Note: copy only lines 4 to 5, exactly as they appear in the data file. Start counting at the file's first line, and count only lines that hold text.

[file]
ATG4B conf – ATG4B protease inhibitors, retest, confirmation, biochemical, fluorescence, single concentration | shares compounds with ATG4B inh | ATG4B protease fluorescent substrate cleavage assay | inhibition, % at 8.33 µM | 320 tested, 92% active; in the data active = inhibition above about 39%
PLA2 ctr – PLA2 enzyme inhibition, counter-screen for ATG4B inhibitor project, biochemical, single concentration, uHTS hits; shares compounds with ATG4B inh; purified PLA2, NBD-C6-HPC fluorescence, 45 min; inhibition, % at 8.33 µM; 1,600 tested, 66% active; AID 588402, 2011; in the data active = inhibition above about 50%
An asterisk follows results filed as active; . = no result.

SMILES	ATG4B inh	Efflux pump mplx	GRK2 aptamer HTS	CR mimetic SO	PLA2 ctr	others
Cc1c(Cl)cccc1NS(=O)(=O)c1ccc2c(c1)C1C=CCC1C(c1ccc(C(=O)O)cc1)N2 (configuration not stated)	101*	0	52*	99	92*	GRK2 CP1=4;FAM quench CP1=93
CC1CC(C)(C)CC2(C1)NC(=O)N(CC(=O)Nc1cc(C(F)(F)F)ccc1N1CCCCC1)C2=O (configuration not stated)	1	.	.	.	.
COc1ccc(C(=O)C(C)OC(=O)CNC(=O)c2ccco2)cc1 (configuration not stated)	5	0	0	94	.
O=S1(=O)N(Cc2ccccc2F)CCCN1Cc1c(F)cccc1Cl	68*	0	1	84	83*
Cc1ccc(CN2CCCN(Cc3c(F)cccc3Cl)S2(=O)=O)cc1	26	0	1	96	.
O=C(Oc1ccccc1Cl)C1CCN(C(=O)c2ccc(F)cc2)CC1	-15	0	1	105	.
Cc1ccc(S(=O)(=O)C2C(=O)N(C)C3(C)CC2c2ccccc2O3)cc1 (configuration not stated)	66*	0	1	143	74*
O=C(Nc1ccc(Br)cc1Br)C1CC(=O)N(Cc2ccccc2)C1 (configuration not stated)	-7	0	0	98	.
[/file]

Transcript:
SMILES	ATG4B inh	Efflux pump mplx	GRK2 aptamer HTS	CR mimetic SO	PLA2 ctr	others
Cc1c(Cl)cccc1NS(=O)(=O)c1ccc2c(c1)C1C=CCC1C(c1ccc(C(=O)O)cc1)N2 (configuration not stated)	101*	0	52*	99	92*	GRK2 CP1=4;FAM quench CP1=93